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Oxford Playhouse

Don Pasquale
4.0Reviewer's Rating

Devotees of Donizetti should look away now… but everyone who loves comic opera should pay close attention. With this free adaptation of the maestro’s opera buffa, about an old bachelor who decides to marry a young bride to spite his disobedient nephew, Daisy Evans and Stephen Higgins find an utterly modern setting to tell their version of the (very silly) story and load it with up-to-the-minute jokes. Higgins’ musical adaptation works really well with a seven-piece street band. And in terms of the story, Evan’s reworked libretto works brilliantly on its own terms – those of the sitcom-cum-farce of modern TV loaded with great one-liners. And praise is also due to Welsh National Opera for teaming Evans and Higgins with an outstanding team of singer/actors who are clearly having the time of their lives performing the larger-than-life characters who hang around the lively, if hygienically challenged, fast food business of our hero.

The setting is Don Pasquale’s kebab van in Cardiff. The Don wants to leave his business to his nephew Ernesto but, fed up with the young man’s dreams of becoming a pop star and his lack of devotion to kebabery, he decides to sack Ernesto and look for a young bride to provide him with a new heir. He unwisely asks a disreputable customer, Malatesta, to help him find the right girl. This conman happens to be a good friend of Ernesto’s and cooks up a scheme to thwart the old man with the help of Ernesto’s eco-warrior vegan girlfriend, Norina. By the end “the millennials have won”.

The wonderful Andrew Shore is the gullible Don. He has now become the first choice basso buffo for comic roles in the UK. Whether it’s Rossini or Gilbert and Sullivan he has the knack of finding a comic persona that lights up the humour in the role, and his rich bass voice just seems to get better and better. His Don is not the crumbling buffoon that the role sometimes seems to attract – he runs a successful business, he works out, but he has a weakness that leads to his downfall.  Quirijn de Lang’s Malatesta is an extraordinary concoction – part Rocky Horror Show, part Pirates of the Caribbean – and at times his sinuous slinking around the stage seems close to getting out of control but his sly grin and his excellent baritone voice just about keep the show on the road despite the skin–tight leather trousers. As Ernesto, Nico Darmanin hams up the wannabe pop-star as he delivers his ‘Povero Ernesto’ aria on a spot-lit table top but his razor-sharp tenor was more than up to the demands of Donizetti’s demanding music. And as juice bar queen Norina, Harriet Eyley is a real find – she has just the voice for Donizetti’s bel canto but she can do broad comedy too. I had to look away as she and Ernesto (disguised in a daffodil hat and Welsh flag) shag away by the recycling bins in a successful attempt to make Pasquale decide on divorce. There is a fifth cast member – but who he is and how he appears is too good a joke to spoil.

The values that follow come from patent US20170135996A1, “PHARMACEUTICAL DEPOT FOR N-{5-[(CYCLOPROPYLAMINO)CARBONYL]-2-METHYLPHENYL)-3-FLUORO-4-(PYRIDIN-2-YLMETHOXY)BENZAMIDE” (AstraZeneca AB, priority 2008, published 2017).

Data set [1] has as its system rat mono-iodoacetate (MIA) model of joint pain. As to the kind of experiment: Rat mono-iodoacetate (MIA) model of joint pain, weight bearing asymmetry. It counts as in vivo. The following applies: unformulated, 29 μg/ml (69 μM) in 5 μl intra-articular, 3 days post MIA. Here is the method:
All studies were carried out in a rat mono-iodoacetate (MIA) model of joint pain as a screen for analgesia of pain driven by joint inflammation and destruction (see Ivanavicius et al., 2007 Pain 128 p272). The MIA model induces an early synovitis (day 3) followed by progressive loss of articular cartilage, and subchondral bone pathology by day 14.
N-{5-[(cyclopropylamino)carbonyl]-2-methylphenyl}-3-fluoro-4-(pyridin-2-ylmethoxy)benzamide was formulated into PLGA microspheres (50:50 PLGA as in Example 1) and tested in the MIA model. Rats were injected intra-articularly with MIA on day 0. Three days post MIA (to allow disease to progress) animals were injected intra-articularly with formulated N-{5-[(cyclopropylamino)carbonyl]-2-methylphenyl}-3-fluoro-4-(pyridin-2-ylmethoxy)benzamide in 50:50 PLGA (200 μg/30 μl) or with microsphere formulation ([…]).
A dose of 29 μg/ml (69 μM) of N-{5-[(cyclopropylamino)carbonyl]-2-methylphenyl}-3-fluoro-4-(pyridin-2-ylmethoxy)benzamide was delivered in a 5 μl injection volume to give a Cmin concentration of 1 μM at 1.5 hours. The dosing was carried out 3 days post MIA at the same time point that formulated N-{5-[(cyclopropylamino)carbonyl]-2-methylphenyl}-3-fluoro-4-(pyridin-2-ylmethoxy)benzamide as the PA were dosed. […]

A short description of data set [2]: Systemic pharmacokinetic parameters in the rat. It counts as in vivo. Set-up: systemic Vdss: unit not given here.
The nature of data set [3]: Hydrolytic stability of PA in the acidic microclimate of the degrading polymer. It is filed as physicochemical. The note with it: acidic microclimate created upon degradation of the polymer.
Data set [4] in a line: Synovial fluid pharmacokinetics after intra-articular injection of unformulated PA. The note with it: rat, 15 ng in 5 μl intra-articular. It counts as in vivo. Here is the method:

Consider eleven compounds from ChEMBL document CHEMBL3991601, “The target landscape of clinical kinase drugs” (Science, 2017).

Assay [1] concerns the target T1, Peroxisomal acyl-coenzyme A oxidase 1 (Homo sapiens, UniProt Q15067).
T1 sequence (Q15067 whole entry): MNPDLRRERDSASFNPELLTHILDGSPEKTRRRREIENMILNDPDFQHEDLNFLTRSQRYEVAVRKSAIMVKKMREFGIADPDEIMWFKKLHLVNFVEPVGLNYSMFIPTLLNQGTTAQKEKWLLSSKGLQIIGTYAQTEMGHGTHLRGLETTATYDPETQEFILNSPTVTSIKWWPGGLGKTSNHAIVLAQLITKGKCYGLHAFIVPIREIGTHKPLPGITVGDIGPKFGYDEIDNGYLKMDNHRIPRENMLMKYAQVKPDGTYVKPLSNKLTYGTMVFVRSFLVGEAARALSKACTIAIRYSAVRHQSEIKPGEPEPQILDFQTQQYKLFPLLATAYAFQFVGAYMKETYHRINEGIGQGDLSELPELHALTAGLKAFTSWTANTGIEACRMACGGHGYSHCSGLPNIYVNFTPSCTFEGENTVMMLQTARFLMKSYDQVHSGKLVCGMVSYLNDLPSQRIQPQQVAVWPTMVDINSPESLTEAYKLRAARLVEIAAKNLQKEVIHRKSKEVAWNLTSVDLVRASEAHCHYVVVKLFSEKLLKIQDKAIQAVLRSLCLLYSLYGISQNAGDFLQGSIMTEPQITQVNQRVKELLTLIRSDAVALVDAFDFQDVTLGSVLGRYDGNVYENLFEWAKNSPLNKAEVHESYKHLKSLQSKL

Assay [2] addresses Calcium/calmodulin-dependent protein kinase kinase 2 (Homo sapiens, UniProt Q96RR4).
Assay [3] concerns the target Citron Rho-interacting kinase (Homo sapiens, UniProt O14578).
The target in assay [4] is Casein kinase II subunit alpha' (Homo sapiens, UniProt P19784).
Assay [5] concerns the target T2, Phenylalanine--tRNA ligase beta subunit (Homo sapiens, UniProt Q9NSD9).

The set is a very realistic kebab van and few tables and chairs – and it is no problem to change it for the final act from a van offering doner kebabs to one providing kale and ginger smoothies. The band sits on one side of the stage and provides more than the music – a wonderful muted trumpet solo from Angela Whelan and a collective effort at choral singing were highlights. Though the basic idea bears the hallmark of the inventive directorial talents of Daisy Evans, this feels like a collective effort from a team of performers working brilliantly together. Any great opera ought to be strong enough to stimulate endless re-invention – otherwise we will need more museums and fewer opera houses. This is great fun – go and see it.    

  • Opera
  • By Gaetano Donizetti, adapted by Stephen Higgins
  • Original Italian libretto by Giovanni Ruffini, adapted by Daisy Evans
  • Cast includes: Andrew Shore, Nico Darmanin, Harriet Eyley, Quirijn de Lang
  • Oxford Playhouse
  • Touring until 13th July 2019

About The Author

Reviewer (UK)

Owen Davies was brought up in London but has Welsh roots. He was raised on chapel hymns, Handel oratorios and Mozart arias. He began going to the theatre in the 1960s and, as a teenager, used to stand at the back of the Old Vic stalls to watch Olivier's National Theatre productions. He also saw many RSC productions at the Aldwych in the 1960s. At this time he also began to see operas at Covent Garden and developed a love for Mozart, Verdi and Richard Strauss. After a career as a social worker and a trade union officer, Owen has retired from paid employment but is a student at Rose Bruford College studying for a BA in Opera Studies.

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